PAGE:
The Embassy of Ghana is very much pleased and gratified to be part of this evening's fund-raiser which aims at raising more funds to assist women in Ghana a the grass root level. This will further alleviate their poverty by engaging them in sustainable small and micro-businesses. Indeed, through the coordinated efforts of Emilie, the Women In Progress and the Embassy of Ghana organizing this evening's event, we see clearly the necessary partnership and inter-play of policy, voluntarism, individual responsibility and entrepreneurship, to achieve a social good. The power of this inter-play and partnership can serve as a great agent of change by bringing about quick and high impact projects that we have seen in the activities of Emilie and Women In Progress. It also serves as a bridge to facilitate the connection of donors to shared goals.
The Ghana government itself through several interventions has been working very hard to improve the living conditions of women tint he country. This objective informed the establishment of a special Ministry viz. Ministry of women and Children's Affairs in the year 2001 to address the needs and concerns of women and children. The government of Ghana additionally has appointed a Minister for Girl-Child Education. All these measures have increased the enrolment of girls to the extent that it is now equal to the enrolment of boys in our school system. The government has, by these measures, demonstrated its determination, in no uncertain terms; to not only improve the lot of women, but also to empower them to participate fully in the political and economic activities of the country.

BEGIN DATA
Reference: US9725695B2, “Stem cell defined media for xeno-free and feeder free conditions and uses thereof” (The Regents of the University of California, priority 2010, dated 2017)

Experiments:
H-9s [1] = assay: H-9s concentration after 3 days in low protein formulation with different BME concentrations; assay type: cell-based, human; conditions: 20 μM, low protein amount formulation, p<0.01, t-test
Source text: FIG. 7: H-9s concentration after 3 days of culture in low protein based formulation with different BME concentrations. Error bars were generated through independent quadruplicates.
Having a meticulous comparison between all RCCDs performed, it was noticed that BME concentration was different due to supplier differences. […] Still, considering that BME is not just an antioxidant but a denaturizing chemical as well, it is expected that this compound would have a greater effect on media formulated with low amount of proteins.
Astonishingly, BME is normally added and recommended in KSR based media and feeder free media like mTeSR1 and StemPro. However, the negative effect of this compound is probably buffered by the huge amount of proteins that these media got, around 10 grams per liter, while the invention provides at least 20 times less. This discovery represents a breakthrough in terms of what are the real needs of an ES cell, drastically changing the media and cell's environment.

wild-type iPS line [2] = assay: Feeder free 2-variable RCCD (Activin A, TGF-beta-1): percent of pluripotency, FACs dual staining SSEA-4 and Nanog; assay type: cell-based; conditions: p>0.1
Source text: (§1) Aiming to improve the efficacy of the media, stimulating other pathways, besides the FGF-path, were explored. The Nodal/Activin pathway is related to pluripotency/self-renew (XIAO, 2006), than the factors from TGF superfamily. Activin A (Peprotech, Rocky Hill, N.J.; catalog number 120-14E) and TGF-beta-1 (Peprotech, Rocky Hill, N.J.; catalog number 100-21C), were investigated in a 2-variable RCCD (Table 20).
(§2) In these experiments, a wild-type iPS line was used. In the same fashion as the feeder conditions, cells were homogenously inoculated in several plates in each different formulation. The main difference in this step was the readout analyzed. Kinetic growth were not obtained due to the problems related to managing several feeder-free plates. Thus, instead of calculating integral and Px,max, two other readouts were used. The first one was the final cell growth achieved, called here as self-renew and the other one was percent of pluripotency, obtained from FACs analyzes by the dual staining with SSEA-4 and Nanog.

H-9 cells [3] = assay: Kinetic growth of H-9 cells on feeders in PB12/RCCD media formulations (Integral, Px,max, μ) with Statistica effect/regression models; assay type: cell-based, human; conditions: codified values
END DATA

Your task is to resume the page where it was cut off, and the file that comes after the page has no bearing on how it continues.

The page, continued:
Ladies and Gentlemen, I believe that all of us gathered here this evening should be inspired by the activities of Emilie and W.I.P I am informed that even before this fund raiser got underway, Emilie had through her networking with WIP, raised $10,000. We should therefore all be well disposed and encouraged to lend a helping hand to enable them continue their noble efforts in assisting the “Big Mamas”, as the grass root women traders are called. Let us demonstrate this by generously making a donation either in cash or in kind to assist Emilie and the Women In Progress in meeting the urgent needs of the deprived and vulnerable Women Groups in Ghana.
I can assure you that in lending your support to their programmes, you are not only responding to a simple call by a small dedicated and determined organization like the Women In Progress and its related individuals. But you are indeed adding a vital block to the construction of a viable society in which women are given the Where-with-all to play their part as mothers and providers for families, which are the very basis of all societies. I wish once again to express my pleasure in being part of this evening's fund raiser and to thank all invited guests in advance for their invaluable contributions and assistance which, no doubt will bring a positive change in the lives of many women in Ghana.